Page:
The oil spill and Hurricane Katrina: ‘Natural disasters’?
What is a “natural disaster”? The question is important, not least because arbitrary, imponderable “nature” wreaking havoc on humans and our fragile civilizations is such an archetypal predicament.
Today, though, there’s a big problem: we can’t tell any longer where nature leaves off and civilization begins. And that’s confusing.
Start with global warming and work your way down. Mankind is now causing what used to be called “natural disasters.” The Gulf oil spill is not a natural disaster in the traditional sense: nature didn’t cause it. But it is a natural disaster in that it’s disastrous to nature.
Or take the oft-litigated (in the courts and the media) case of Hurricane Katrina and the New Orleans levee system. I’ll repeat this here, for clarity: most of the devastating flooding of New Orleans occurred because faulty floodwalls collapsed because of errors in their designs approved by the Army Corps of Engineers – i.e., the U.S. government. Natural disaster? Not really, though obviously nature had a hand in it. John Goodman’s character Creighton Bernette articulates this eloquently in the first episode of Treme.
Yet there is a widespread tendency to elide these distinctions, in the media and society. New York Times public editor Clark Hoyt took this up on Sunday, in response to a petition from Levees.org asking for an official NYT style change, to call the New Orleans flood a “man-made disaster.” (Ironically, the petition was sent in response to this article, which calls the oil spill a “natural disaster.”) Hoyt was sympathetic, but no style change is forthcoming:
However you want to define what happened in that city, the hurricane certainly was a natural disaster for residents further east, along the Mississippi coast.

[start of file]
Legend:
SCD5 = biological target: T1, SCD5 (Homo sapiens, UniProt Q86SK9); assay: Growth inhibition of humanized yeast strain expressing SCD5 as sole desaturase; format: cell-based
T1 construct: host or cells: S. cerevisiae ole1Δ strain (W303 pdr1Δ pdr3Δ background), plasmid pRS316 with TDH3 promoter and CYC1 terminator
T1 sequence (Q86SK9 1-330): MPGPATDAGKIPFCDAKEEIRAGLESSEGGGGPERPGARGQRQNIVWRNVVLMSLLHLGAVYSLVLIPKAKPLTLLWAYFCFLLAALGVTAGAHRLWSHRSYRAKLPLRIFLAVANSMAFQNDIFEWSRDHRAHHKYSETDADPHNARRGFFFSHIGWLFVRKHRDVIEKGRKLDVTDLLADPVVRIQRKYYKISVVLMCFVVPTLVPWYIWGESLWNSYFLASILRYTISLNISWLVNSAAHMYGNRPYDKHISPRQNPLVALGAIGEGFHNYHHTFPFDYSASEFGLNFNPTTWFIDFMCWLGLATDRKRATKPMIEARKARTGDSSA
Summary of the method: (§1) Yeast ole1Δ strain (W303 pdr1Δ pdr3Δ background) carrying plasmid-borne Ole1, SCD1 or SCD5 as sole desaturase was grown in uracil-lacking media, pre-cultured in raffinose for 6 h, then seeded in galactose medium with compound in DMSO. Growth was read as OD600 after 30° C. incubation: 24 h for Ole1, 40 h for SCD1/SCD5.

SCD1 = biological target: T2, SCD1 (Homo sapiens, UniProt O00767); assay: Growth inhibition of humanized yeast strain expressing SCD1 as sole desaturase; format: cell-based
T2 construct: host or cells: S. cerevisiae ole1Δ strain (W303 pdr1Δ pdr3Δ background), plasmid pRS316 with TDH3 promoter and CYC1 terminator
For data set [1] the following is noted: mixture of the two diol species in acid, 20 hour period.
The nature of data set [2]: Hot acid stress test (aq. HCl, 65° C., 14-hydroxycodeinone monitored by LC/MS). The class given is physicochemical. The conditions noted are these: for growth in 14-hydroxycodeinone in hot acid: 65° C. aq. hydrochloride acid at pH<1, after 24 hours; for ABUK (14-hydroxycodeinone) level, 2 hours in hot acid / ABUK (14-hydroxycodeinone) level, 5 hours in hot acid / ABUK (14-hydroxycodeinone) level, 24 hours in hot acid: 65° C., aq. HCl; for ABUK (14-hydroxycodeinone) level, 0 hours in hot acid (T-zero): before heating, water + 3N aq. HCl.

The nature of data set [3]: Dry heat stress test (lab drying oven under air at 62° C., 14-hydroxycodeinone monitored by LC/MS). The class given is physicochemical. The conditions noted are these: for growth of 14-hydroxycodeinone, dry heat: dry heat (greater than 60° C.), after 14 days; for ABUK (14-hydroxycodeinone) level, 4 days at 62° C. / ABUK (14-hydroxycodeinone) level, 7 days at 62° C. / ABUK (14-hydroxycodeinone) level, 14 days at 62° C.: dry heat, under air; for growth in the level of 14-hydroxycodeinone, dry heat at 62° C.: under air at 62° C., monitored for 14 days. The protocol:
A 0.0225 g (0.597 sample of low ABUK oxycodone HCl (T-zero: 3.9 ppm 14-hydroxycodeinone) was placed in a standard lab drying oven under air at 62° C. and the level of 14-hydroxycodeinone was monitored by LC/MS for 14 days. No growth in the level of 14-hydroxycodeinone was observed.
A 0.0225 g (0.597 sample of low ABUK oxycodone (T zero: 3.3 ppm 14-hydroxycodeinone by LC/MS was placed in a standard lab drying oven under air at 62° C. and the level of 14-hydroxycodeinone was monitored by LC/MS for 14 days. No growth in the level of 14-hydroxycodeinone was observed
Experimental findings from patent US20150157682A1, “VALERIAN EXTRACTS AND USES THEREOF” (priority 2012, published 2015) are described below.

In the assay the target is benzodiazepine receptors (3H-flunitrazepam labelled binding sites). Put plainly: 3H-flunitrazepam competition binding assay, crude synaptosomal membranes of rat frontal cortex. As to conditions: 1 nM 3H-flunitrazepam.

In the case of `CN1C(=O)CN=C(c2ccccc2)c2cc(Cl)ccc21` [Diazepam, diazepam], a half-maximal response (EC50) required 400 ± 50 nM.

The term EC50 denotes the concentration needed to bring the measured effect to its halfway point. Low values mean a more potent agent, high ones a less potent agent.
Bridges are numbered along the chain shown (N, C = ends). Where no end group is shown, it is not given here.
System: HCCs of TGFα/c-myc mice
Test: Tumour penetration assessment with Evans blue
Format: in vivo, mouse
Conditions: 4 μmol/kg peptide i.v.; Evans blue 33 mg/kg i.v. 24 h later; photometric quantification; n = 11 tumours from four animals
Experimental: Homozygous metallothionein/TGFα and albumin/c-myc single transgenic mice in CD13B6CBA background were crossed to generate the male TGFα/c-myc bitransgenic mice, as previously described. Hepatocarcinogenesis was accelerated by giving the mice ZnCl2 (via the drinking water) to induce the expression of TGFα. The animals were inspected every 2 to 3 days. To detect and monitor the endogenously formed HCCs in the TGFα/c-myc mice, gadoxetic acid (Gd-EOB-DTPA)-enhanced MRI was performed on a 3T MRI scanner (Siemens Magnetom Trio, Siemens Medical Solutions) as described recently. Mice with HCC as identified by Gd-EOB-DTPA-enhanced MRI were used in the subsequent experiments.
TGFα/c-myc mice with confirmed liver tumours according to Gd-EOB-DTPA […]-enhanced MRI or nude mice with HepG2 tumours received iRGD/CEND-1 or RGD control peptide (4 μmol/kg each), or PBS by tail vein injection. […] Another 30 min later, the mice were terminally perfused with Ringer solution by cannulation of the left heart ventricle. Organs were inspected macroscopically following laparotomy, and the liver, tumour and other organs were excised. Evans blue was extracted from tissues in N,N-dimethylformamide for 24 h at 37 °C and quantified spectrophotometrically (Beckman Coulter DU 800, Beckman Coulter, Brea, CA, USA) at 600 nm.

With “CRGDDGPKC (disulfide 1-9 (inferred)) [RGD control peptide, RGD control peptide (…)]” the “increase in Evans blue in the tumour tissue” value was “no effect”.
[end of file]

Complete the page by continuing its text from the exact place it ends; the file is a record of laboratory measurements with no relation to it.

But in other articles, The Times has said Katrina “devastated” New Orleans, and used other similar language. Philip Corbett, the standards editor, said, “We have repeatedly in our coverage over years dealt in great detail with all the factors that led to the catastrophe in New Orleans.” Readers, he said, “will understand you are talking about the whole event: the natural disaster that was the hurricane and the various problems, man-made, and the government response that exacerbated the problems.”
Sounds reasonable, right? The problem is, when “Katrina” becomes a journalistic shorthand for all those problems (institutional, political, social, environmental, on top of basic stuff like bad floodwalls) it’s easy to lose sight of what really happened. Journalists are nothing if not sloppy when it comes to complex problems, and in this case the underlying story is one of deep institutional dysfunction, an abandonment of basic government and societal accountability. That is, something that lies outside the comfort zone of many journalists, especially those covering day-to-day politics. The plain fact is that neither the government (for obvious reasons) nor the media (for less obvious ones) has ever embraced the “man-made disaster” idea, despite the evidence.
But the New York Times stylebook is not the best venue to have this fight. It would be a low-level bureaucratic fix to what is, in essence, a huge paradigm shift (and something that actually deserves the use of this over-used term). It’s now more important than ever to identify the human part of the equation in natural disasters – and to make an explicit point of identifying it.
When I was writing a Katrina book along with Mark Schleifstein (who is now reporting on the oil spill), I interviewed a computer scientist named Alan Wexelblat who dabbled in thinking about disasters. His message was, essentially, we don’t have a clue about the ways our technologies interact with nature. We don’t think strategically about that. And as those interactions and feedbacks grow more complex, this is going to lead to a lot more stuff blowing up, collapsing, and imploding.
The term “natural disaster” may not be obsolete – we’ve still got tsunamis and volcanic eruptions to deal with – its usefulness is in sharp decline. The number of catastrophes that it accurately describes is shrinking. But our collective thinking – amplified by the media – is to lump everything together in a way that tends to strip the human agency out of what’s really happening. This is quite useful for those who screwed up. But it’s very dangerous.